We’re waiting patiently for telescopes like the James Webb Space Telescope to see first light, and one of the reasons is its ability to study the atmospheres of exoplanets. The idea is to look for biosignatures: things like oxygen and methane. But a new study says that exoplanets with hydrogen in their atmospheres are a good place to seek out alien life.Continue reading “Worlds With Hydrogen in Their Atmospheres Could Be the Perfect Place to Search for Life”
It’s time to update the rules. That’s the conclusion of a panel that examined NASA’s rules for planetary protection. It was smart, at the dawn of the space age, to think about how we might inadvertently pollute other worlds with Earthly microbes as we explore the Solar System. But now that we know a lot more than we did back then, the rules don’t fit.Continue reading “A NASA Panel Says We Don’t Need to be so Careful About Infecting Other Worlds”
Titan is a distant, exotic, and dangerous world. It’s frigid temperatures and hydrocarbon chemistry is like nothing else in the Solar System. Now that NASA is heading there, some researchers are getting a jump on the mission by recreating Titan’s chemistry in jars.Continue reading “A Jarful of Titan Could Teach Us A Lot About Life There, and Here On Earth”
Jupiter’s moon Europa is an intriguing world. It’s the smoothest body in the Solar System, and the sixth-largest moon in the Solar System, though it’s the smallest of the four Galilean moons. Most intriguing of all is Europa’s subsurface ocean and the potential for habitability.Continue reading “Saltwater Similar to the Earth’s Oceans has been Seen on Europa. Another Good Reason Why We Really Need to Visit This Place”
The search for life has led astronomers to the icy moons in our Solar System. Among those moons, Europa has attracted a lot of attention. Europa is Jupiter’s fourth-largest moon—and the sixth-largest in the Solar System—at 3,100 kilometres (1,900 mi) in diameter. Scientists think that its oceans could contain two or three times as much water as Earth’s oceans. The only problem is, that water is hidden under a sheet of planet-wide ice that could be between 2km and 30km (1.2 miles and 18.6 miles) thick.
A team of scientists is working hard on the problem. Andrew Dombard, associate professor of Earth and Environmental Sciences at the University of Illinois at Chicago, is part of a team that presented a possible solution. At the American Geophysical Union meeting in Washington, D.C., they presented their idea: a nuclear-powered tunneling robot that could tunnel its way through the ice and into the ocean.
Scientists with the Deep Carbon Observatory (DCO) are transforming our understanding of life deep inside the Earth, and maybe on other worlds. Their discoveries suggest that abundant life could exist in the sub-surface of other planets and moons, even where temperatures are extreme, and energy and nutrients are scarce. They’ve also discovered that all of the life hidden in the deep Earth contains hundreds of times more carbon than all of humanity, and that the deep biosphere is almost twice the volume of all Earth’s oceans.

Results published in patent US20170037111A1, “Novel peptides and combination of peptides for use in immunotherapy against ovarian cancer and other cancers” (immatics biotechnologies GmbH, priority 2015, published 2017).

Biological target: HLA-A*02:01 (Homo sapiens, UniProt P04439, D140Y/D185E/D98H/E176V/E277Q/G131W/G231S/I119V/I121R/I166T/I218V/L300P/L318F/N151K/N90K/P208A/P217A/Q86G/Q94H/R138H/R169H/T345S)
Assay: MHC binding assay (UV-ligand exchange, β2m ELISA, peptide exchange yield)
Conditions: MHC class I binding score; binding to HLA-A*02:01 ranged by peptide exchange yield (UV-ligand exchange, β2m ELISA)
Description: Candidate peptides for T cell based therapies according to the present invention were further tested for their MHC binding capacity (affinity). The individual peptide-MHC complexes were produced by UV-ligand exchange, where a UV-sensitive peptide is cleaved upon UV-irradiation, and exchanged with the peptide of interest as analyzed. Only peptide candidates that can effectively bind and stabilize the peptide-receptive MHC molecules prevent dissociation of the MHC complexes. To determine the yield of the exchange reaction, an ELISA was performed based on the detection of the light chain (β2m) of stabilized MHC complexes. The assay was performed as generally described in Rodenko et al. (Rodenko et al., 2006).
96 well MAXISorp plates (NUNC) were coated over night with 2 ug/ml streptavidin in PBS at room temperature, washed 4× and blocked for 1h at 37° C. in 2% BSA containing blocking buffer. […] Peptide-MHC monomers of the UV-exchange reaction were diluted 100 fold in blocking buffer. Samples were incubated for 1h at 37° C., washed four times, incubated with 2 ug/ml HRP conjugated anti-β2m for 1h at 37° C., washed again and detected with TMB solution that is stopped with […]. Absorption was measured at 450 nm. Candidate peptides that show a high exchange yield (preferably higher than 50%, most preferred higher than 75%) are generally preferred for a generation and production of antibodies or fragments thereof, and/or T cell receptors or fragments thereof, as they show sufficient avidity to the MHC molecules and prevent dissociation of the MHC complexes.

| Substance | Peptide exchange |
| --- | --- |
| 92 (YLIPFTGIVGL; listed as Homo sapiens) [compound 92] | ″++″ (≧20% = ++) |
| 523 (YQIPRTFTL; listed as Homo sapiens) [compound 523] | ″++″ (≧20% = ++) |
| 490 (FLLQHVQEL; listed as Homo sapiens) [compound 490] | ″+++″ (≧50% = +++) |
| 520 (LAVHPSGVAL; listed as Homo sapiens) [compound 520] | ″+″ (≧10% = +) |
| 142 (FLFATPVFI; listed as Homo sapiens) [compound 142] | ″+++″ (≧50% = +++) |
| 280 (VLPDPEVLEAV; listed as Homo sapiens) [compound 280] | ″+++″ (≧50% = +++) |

“Existing models of the carbon cycle … are still a work in progress.” – Dr. Mark Lever, DCO Deep Life Community Steering Committee.”
The DCO is not a facility, but a group of over 1,000 scientist from 52 countries, including geologists, chemists, physicists, and biologists. They’re nearing the end of a 10-year project to investigate how the Deep Carbon Cycle affects Earth. 90 % of Earth’s carbon is inside the planet, and the DCO is our first effort to really understand it.
NASA is targeting technosignatures in its renewed effort to detect alien civilizations. Congress asked NASA to re-boot its search for other civilizations a few months ago. Their first step towards that goal is the NASA Technosignatures Workshop, held in Houston from September 26th to 28th, 2018.
Continue reading “Technosignatures are NASA’s New Target for Detecting Other Civilizations in Space. Wait. What’s a Technosignature?”
The discovery of alien life is one of those things that everyone thinks about at some point. Hollywood has made their version of first contact very clear: huge alien vessels appear over Earth’s cities, panic ensues, and Will Smith saves the day with a Windows 3.1 virus. It’s lots of fun—and who knows?—it may end up being accurate. (Not the Windows 3.1 part.) But sci-fi books and movies aside, what do we really know about our attitude to the discovery of alien life?
We have an organization (SETI) dedicated to detecting the presence of alien civilizations, and we have a prominent scientist (Stephen Hawking) warning against advertising our own presence. Those represent the extremes—actively seeking out alien life vs. hiding from it—but what is the collective attitude towards the discovery of alien life? Scientists at Arizona State University (ASU) have studied that issue and detailed their results in a new study published in the journal Frontiers of Psychology.
The team of scientists tried to gauge people’s reactions to the discovery of alien life in three separate parts of their study. In the first case, they examined media reports of past announcements about the discovery of alien life, for example the announcement in 1996 that evidence of microbial life had been found in a Martian metorite.